"Of course you know where the boy has gone, Helen? You can tell me where to find him? It is of the utmost importance that I should take him back to Guernsey with me at once. His mother's life may depend upon Ronny's presence."
Mrs. Grandison's countenance assumed an expression of sore perplexity. She felt that Lord Francis held her responsible for his son.
"Unfortunately," she said, "I have not the least idea where he has gone. The other day a lady came here–—"
"A lady!" he interrupted eagerly. "What kind of a one? Describe her personal appearance. It may give me a clew."
"She was not exactly a young woman, Frank; nevertheless she was very beautiful in a Southern, majestic style. Her eyes and hair were almost coal black, and she spoke with a foreign accent. In short, she looked like an Italian or Spaniard."
The wretched man groaned aloud. Too well he knew who his boy's abductor was, and his conscience told him that Lucille de Vigny's conduct was actuated by motives of revenge. She resented his desertion, and took this means of telling him so. He tottered to a chair, and sinking down on it, hid his face in his hands. Were the consequences of his imprudence ever to pursue him? Oh! it was horrible, horrible.
"Frank," said Mrs. Grandison, gazing at him in alarm, "do you know the lady? Is she an acquaintance of yours?"
He shuddered. "For my sins, yes. Would to God she were not! I have to thank Mme. de Vigny for all my misery. If I had never set eyes on that woman, Fenella and I might have been living happily together at this moment. It was she who came between us, curse her!"
"Mme. de Vigny!" exclaimed Helen, with a red flush mantling in her cheek, "O Frank, if only I had known, nothing on earth would have induced me to give Ronny up into her charge. Poor dear little Ronny! Why, she is an odious woman—an abominable woman!"
"I quite agree," he said moodily. "But abuse cannot alter the fact of her having stolen my boy. I can't think, though, how you let him go."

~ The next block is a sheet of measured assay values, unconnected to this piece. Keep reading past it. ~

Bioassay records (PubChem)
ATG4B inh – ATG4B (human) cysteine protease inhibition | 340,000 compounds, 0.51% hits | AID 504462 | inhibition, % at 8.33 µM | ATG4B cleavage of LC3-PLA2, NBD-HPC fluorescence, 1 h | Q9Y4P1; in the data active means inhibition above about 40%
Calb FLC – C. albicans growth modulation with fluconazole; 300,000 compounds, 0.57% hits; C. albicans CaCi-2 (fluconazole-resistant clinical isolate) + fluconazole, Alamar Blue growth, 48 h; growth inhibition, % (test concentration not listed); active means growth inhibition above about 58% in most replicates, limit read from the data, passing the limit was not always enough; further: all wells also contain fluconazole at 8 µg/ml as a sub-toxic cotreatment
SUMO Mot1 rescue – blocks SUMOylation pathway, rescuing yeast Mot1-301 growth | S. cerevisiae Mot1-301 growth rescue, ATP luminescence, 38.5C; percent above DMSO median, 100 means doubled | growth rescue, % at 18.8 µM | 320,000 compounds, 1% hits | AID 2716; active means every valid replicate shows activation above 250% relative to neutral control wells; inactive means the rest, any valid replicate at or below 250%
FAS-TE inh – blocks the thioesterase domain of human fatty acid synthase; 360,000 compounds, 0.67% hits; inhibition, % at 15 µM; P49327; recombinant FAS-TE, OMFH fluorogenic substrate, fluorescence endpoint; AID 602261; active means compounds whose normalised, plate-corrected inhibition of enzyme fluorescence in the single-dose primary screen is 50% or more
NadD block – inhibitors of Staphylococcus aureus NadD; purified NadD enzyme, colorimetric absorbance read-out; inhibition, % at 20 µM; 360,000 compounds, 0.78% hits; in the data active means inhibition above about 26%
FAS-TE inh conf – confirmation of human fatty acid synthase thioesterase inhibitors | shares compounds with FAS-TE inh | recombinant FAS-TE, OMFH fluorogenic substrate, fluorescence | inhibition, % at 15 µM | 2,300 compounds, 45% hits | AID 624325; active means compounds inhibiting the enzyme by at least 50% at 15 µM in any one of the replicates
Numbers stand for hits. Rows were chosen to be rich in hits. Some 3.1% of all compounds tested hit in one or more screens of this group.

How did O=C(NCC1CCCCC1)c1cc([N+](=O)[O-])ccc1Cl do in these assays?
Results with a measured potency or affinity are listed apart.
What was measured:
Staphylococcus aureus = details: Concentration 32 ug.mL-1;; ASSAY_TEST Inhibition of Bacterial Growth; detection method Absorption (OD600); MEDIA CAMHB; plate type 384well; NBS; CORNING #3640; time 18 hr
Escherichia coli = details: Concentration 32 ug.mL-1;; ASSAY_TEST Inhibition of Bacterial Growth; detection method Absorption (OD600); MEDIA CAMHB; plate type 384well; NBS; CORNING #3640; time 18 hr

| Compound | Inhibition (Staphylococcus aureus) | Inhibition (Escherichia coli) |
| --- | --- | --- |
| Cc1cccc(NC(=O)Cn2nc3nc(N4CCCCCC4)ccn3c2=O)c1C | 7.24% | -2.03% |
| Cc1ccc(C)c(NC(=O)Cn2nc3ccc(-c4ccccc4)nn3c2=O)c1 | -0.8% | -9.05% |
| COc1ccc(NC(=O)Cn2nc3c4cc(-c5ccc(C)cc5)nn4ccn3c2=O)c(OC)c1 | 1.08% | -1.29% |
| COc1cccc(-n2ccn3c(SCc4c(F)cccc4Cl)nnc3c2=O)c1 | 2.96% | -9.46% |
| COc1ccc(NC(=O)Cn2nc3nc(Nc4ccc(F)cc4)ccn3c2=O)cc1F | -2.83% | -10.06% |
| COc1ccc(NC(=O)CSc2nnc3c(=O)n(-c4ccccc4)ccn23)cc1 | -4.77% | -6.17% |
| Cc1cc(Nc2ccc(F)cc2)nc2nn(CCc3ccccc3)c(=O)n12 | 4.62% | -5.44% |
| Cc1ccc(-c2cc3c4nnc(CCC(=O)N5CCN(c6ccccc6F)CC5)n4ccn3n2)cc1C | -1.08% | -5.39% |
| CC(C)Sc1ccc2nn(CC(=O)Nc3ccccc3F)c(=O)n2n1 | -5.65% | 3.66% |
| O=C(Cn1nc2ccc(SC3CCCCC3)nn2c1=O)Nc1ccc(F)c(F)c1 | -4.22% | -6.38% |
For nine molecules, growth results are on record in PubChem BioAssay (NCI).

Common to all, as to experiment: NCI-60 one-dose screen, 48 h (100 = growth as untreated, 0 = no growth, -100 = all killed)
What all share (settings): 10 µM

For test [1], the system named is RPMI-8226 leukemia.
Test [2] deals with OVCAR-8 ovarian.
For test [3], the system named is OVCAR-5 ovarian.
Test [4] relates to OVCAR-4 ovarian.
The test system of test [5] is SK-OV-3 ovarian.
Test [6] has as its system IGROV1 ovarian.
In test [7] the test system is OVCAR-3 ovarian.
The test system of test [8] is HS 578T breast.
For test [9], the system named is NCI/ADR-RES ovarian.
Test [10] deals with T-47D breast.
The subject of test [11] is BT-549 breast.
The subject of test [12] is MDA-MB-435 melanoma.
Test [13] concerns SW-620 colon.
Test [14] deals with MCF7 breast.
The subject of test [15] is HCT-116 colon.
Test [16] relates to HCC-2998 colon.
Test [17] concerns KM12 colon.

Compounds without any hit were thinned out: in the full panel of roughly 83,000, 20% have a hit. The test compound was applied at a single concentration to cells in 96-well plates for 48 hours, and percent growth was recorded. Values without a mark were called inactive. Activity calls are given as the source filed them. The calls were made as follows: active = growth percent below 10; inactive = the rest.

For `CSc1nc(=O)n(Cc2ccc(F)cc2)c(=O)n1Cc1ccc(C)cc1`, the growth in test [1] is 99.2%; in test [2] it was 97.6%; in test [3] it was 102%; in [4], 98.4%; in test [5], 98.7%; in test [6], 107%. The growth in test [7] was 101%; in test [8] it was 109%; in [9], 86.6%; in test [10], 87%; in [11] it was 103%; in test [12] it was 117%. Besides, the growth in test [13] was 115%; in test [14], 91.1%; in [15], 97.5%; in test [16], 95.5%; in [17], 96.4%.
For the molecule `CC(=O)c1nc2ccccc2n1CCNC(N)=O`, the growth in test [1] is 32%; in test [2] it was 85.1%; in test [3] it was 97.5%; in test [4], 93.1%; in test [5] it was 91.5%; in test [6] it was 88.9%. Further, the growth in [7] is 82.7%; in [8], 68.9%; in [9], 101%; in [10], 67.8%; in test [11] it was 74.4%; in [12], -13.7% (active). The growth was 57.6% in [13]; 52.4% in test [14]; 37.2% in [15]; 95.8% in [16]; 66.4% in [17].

"She came here, Frank," continued Mrs. Grandison, in self-defense, "and some instinct warned me against her. I refused at first to accede to her request, but she was so urgent that at last I believed she was really empowered by you to take Ronny away. See, here is your card, which she produced in token of the genuineness of her errand." And so saying, Helen turned to the mantelpiece and showed Frank his card. He looked at it, then snatched up his hat and prepared to leave.
"This is a bad business," he said tremulously. "A very bad business, indeed; I would not have had it happen for a year's income. But perhaps you can tell me where Mme. de Vigny is to be found?"
"Alas! no. She left no address, and I haven't the faintest notion where she resides. But stay," putting her hand up to her forehead, "if I remember rightly, Mme. de Vigny did hint at traveling abroad and taking a long journey. Why, Frank, how impetuous you are!" as her visitor opened the door. "Where are you going?
"Going!" he replied, his face all working with emotion. "I am going straight to London to engage a detective to hunt out Mme. de Vigny's whereabouts, and after that I intend returning to Guernsey. Fenella is lying dangerously ill of brain fever. We do not know what turn her illness may take. The doctor thought that the sight of Ronny might do her good, but now—now," breaking down suddenly, "I must go back alone, so help me God." And without wishing Mrs. Grandison good-by, he rushed downstairs.
Helen looked after his retreating form with the tears springing to her eyes. "Poor Frank!" she sighed, "how he loves Fenella. And yet she has completely spoilt his life. He was such a bright, nice boy once upon a time. It quite makes one's heart ache to see him as he is now."